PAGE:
Newspaper article The Christian Science Monitor

MAVEN Now Successfully Orbiting Mars. What's Next?

Newspaper article The Christian Science Monitor

MAVEN Now Successfully Orbiting Mars. What's Next?

Article excerpt

NASA's latest mission to Mars - an orbiter designed to help scientists reconstruct the history of the planet's atmosphere and the effect its changes had on habitability - has moved into its initial orbit after a 10-month journey that covered 442 million miles.

The craft, known by its acronym MAVEN (Mars Atmosphere and Volatile Evolution), began to orbit Mars at 10:24 p.m. EDT Sunday. It is the first of two orbiters slated to arrive at the red planet this week.

The second belongs to interplanetary newcomer India, which launched its Mangalyaan spacecraft on Nov. 5, 2013. The craft passed a test Monday after controllers briefly fired its main engine in preparation for the attempt on Wednesday to slow the craft so Mars' gravity can capture it.

If successful, Mangalyaan will join the European Space Agency's Mars Express orbiter, as well as the National Aeronautics and Space Administration's Mars Odyssey and Mars Reconnaissance orbiters and the landers Curiosity and Opportunity. They're trying to piece together the story of Mars and its shift from a relatively warm, wet, habitable planet with a thick atmosphere early in its history to the chilled desert that humans observe today.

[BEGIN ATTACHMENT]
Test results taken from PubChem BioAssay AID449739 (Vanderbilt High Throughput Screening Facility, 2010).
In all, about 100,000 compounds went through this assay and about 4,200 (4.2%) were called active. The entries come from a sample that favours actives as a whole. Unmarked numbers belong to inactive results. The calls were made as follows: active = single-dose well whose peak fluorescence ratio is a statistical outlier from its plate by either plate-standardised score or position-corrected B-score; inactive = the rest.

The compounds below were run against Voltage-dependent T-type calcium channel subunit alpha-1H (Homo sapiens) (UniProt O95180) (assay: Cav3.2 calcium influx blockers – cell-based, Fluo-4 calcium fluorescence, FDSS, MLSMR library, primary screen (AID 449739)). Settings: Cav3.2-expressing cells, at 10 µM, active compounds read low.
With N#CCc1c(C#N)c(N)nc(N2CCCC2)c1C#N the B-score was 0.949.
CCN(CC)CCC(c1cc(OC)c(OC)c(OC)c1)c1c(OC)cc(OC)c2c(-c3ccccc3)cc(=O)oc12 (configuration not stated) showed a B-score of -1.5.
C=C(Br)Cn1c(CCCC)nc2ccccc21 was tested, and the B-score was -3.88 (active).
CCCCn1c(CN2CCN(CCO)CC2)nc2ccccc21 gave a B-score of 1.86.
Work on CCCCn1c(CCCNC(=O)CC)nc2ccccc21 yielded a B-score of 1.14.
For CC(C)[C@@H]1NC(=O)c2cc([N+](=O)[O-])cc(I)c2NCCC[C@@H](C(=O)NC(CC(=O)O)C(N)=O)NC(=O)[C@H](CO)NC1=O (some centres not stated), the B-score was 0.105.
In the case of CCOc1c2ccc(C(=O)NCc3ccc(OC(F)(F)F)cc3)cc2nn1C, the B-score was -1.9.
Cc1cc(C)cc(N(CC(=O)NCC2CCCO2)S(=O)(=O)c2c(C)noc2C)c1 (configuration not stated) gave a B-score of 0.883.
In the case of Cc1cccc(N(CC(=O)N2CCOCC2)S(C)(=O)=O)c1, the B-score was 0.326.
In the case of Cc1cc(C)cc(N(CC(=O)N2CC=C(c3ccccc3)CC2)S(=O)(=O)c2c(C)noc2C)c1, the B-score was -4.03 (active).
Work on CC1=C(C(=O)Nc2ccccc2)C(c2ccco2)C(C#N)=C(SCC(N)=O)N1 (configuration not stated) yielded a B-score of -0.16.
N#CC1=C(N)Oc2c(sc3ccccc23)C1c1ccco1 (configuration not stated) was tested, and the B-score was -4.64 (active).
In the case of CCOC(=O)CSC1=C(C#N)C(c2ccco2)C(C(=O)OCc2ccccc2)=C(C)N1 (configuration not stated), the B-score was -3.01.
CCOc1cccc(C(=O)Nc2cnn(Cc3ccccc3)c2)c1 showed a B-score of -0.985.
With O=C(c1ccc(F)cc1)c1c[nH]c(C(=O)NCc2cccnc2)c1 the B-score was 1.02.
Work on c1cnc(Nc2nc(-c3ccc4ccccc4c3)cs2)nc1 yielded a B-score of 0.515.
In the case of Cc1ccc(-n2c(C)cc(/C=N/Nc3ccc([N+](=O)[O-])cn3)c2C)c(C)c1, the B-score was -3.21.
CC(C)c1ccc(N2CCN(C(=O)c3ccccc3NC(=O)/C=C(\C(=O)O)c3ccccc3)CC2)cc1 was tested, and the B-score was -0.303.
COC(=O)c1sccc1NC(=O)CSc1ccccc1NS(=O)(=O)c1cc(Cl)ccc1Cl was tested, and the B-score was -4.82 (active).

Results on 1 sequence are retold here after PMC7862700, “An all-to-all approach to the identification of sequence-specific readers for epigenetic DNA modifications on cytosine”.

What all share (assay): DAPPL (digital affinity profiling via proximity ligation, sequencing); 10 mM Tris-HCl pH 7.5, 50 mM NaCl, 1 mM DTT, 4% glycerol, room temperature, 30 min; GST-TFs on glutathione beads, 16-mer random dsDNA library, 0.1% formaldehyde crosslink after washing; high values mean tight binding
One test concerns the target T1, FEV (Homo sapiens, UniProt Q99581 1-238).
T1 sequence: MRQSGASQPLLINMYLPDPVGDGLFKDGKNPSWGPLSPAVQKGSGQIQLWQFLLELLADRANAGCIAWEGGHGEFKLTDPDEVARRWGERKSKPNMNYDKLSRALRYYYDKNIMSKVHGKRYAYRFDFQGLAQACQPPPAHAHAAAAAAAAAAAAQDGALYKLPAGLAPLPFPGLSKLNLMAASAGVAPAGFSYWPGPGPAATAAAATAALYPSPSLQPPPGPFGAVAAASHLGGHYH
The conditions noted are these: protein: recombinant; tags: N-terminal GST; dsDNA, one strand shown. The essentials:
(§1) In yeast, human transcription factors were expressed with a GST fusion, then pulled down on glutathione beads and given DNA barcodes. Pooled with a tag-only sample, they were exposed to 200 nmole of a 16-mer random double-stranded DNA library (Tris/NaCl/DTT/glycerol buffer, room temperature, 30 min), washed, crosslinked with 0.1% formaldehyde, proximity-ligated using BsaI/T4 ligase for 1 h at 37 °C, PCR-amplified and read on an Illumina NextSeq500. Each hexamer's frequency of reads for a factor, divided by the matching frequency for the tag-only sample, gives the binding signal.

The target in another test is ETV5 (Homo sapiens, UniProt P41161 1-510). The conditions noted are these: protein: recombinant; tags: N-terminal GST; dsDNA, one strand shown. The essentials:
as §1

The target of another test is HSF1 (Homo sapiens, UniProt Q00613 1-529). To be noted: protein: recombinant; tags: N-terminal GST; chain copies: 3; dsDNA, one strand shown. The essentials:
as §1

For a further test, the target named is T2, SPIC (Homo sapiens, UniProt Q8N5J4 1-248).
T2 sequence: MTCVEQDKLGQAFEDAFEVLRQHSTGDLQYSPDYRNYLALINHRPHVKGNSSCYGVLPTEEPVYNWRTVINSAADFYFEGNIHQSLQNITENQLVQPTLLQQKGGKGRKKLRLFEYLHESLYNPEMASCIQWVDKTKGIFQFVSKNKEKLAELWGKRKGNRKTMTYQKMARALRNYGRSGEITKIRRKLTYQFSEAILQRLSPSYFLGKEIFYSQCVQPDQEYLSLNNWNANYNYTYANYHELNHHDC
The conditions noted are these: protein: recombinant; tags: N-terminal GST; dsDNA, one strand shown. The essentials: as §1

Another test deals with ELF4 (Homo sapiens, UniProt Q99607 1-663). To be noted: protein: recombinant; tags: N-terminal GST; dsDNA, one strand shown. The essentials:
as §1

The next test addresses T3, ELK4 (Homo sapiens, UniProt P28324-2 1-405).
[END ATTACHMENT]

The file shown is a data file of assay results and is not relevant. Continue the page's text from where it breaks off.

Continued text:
The quest to understand Mars "is really a quest of humanity," said John Grunsfeld, associate administrator for NASA's science mission directorate, during a briefing following MAVEN's insertion into orbit.

MAVEN's arrival came about with the ignition of its six main engines for a "burn" that lasted 34 minutes and 26 seconds, slightly longer than MAVEN's game plan called for.

Still, when it was over, MAVEN project manager David Mitchell, based at NASA's Goddard Space Flight Center in Greenbelt, Md., was among many happy campers associated with the mission.

"You get one shot with Mars orbit insertion, and MAVEN nailed it tonight," he said. Based on initial data coming back from MAVEN, the craft's orbit is very close to the 35-hour orbit that planners had hoped to achieve, with the craft's closest approach to Mars bringing it within about 236 miles of the planet's surface.

Beginning in a day or two, controllers will gradually shrink MAVEN's orbit until it takes about 4-1/2 hours and brings the craft within about 93 miles of the surface. …

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